Robyn, was it this one and did you mix it using a food processor?

http://www.seriouseats.com/recipes/2010/10/new-york-style-pizza.html

Offline RobynB

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Re: JT's home oven NY pies
« Reply #6 on: May 01, 2011, 10:40:18 PM »
Yes, and yes.

Offline norma427

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Re: JT's home oven NY pies
« Reply #7 on: May 01, 2011, 11:21:13 PM »
Chau,

Your NY style pies look great!

Norma
Always working and looking for new information!

Offline Ronzo

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Re: JT's home oven NY pies
« Reply #8 on: May 01, 2011, 11:42:36 PM »
Thanks Ron, they were quite different in texture to my regular pizzas and they were quite good as well.  I have never had a true NY slice from NY so I can't compare the difference.
Yeah, NY Pie is definitely NOT Neapolitan. At all. It's completely different. Like I said, though, yours looks great.
Fuggheddabowdit!

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Offline chickenparm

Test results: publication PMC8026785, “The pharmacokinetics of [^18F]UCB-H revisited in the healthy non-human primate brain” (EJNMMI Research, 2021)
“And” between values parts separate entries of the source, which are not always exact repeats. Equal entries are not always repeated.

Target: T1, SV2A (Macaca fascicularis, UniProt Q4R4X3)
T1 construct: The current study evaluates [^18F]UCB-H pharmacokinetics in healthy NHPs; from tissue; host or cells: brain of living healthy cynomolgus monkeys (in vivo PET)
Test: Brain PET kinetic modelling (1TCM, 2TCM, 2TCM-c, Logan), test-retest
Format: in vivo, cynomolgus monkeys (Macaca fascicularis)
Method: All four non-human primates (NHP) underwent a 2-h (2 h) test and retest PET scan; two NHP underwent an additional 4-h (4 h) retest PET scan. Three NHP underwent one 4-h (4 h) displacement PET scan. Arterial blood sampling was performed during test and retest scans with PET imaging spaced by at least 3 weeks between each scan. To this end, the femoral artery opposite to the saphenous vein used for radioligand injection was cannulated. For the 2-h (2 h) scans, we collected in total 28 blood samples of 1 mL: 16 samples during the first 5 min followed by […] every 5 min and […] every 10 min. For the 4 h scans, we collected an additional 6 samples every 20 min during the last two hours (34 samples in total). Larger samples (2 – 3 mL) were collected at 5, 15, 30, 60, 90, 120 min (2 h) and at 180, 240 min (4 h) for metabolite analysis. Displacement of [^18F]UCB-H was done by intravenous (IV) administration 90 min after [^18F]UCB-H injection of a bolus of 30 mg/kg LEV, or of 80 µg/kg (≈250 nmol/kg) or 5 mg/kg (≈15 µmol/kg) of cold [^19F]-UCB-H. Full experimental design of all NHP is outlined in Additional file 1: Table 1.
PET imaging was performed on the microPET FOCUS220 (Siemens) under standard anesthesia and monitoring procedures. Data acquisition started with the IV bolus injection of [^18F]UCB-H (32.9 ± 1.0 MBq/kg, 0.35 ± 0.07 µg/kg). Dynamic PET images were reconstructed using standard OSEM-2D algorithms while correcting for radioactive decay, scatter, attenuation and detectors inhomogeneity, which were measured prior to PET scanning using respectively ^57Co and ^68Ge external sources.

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Re: JT's home oven NY pies
« Reply #9 on: May 02, 2011, 01:36:23 AM »
Wow,Those look GREAT! There isn't anything you can't make these days,is there?!!
 :chef:

I hope to someday use a recipe more like yours.Would love to know how it tastes with a bit of starter,00 mixed in, and higher hydro.Looks salivating in the pics though!


 :)




-Bill


Offline dellavecchia

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Re: JT's home oven NY pies
« Reply #10 on: May 02, 2011, 07:24:20 AM »
I love the crumb Chau, and that you show theory does not always follow real world application. I have also been finding that you can develop gluten by hand with greater finesse than if you use a home mixer. And that allows for a wider window of success given any extreme.

John

Offline jever4321

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Re: JT's home oven NY pies
« Reply #11 on: May 02, 2011, 11:29:24 AM »
Awesome looking NY pie Chau. If I could consistently pull those beauties out of my oven I would be psyched. Your pictures are always appreciated. Keep up the good work.
-Jay

Offline Jackie Tran

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Re: JT's home oven NY pies
« Reply #12 on: May 02, 2011, 08:10:47 PM »
Robyn, I think that both the food processor and the bread machine can easily make really great dough but is severely underused and underrated on this forum.  Just a tip, when using the FP, it is better to underknead than to overknead.   Just don't consider taking the oil out or kneading more than 30seconds when using that formula.